Relaxation Guide for those who are tense
Instructions: Many people find that their bodies are tense and they are experiencing muscle aches/pains. The following exercises may help reduce your level of body tension and have been shown in the scientific literature to be effective when anxiety visits, particularly for those who have body tension and headaches. There are two exercises which you may like to record onto a tape or CD so you can play them to yourself. Both are classic techniques with a 30+ year history of effectiveness!
Find a comfortable position in a quiet room where you won’t be disturbed. You may wish to sit with your head supported or lie down. You may want to loosen your clothing and remove your shoes. If you are wearing glasses take them off. Softly close your eyes.
Note the level of tension you’re feeling. Then place one hand on your abdomen right beneath your rib cage.
Inhale slowly and deeply through your nose into the “bottom” of your lungs – send the air as low down as you can. If you’re breathing from your abdomen, your hand should actually rise. Your chest should move only slightly while your abdomen expands.
When you’ve taken in a full breath, pause for a moment and then exhale slowly through your nose or mouth, depending on your preference. Be sure to exhale fully. As you exhale, allow your whole body to just let go.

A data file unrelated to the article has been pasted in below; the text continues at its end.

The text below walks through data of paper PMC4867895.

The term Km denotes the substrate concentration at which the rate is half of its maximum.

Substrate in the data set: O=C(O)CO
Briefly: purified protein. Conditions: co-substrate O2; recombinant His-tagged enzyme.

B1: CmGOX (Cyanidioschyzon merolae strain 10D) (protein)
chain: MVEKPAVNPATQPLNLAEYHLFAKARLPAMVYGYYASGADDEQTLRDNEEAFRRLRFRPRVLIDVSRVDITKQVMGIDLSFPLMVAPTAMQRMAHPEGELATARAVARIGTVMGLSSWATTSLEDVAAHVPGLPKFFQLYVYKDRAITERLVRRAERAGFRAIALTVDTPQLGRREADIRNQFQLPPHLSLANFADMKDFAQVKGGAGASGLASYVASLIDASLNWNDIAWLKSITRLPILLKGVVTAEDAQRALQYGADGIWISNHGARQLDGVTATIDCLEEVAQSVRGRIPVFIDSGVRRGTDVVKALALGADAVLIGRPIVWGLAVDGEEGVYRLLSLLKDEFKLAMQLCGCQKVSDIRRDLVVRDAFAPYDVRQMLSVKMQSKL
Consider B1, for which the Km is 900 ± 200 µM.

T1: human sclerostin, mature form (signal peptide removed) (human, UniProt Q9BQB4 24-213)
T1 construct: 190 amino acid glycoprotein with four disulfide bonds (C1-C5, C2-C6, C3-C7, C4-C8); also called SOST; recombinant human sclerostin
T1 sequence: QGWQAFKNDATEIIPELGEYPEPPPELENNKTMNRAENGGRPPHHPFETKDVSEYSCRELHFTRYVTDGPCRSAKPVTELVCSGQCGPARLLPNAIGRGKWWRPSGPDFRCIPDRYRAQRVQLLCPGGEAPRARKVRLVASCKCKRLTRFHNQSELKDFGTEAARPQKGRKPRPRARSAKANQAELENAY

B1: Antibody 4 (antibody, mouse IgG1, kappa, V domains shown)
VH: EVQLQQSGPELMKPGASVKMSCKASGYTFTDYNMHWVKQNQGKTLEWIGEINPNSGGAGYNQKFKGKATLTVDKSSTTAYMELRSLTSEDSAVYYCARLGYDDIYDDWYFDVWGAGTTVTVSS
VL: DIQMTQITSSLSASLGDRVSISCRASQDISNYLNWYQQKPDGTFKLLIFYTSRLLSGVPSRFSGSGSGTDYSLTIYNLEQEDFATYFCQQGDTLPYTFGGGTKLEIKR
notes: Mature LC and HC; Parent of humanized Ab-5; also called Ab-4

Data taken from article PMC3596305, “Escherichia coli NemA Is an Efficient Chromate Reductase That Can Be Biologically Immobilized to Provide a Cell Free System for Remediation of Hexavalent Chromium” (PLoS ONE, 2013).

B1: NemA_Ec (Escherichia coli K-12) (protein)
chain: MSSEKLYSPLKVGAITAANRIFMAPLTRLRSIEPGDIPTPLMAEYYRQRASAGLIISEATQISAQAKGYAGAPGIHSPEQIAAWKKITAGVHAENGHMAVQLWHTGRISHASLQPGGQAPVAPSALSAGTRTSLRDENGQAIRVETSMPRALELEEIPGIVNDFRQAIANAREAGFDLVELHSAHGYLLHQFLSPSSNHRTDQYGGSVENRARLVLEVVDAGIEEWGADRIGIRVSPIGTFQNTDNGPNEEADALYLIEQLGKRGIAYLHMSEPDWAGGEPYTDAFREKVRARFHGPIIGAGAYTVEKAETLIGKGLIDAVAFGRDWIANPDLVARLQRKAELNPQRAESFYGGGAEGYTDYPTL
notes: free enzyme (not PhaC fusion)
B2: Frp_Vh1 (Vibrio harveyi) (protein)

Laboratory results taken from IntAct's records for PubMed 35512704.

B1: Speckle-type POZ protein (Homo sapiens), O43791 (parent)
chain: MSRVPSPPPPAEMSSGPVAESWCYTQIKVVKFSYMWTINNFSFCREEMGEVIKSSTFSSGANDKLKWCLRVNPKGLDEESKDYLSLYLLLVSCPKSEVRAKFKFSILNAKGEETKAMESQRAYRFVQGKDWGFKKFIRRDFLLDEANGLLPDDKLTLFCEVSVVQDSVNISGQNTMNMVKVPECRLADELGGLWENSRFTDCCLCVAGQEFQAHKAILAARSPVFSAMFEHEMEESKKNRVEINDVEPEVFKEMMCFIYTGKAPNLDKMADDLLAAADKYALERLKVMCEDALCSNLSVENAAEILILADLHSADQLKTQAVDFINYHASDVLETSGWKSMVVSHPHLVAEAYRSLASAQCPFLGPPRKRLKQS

Now do ten slow, full abdominal breaths. Try to keep your breathing smooth and regular, without gulping in a big breath or letting your breath out all at once. It will help to slow down your breathing if you slowly count to four on the inhale (1-2-3-4) and then slowly count to four on the exhale (1-2-3-4). Remember to pause briefly at the end of each inhalation. Count from ten down to one counting backwards one number with each exhalation. The process should go like this: Slow inhale … Pause … Slow exhale (“ten”) Slow inhale … Pause … Slow exhale (“nine”) Slow inhale … Pause … Slow exhale (“eight”) Slow inhale … Pause … Slow exhale (“seven”) Slow inhale … Pause … Slow exhale (“six”) Slow inhale … Pause … Slow exhale (“five”) Slow inhale … Pause … Slow exhale (“four”) Slow inhale … Pause … Slow exhale (“three”) Slow inhale … Pause … Slow exhale (“two”) Slow inhale … Pause … Slow exhale (“one”)
Progressive muscle relaxation
Next we are going to turn attention to your muscles. As we go try to keep your eyes closed and focus your attention on just one muscle group at a time. This procedure will familiarize you with the muscles in your body which are most commonly tense. It will also help be more in your body not just in your head.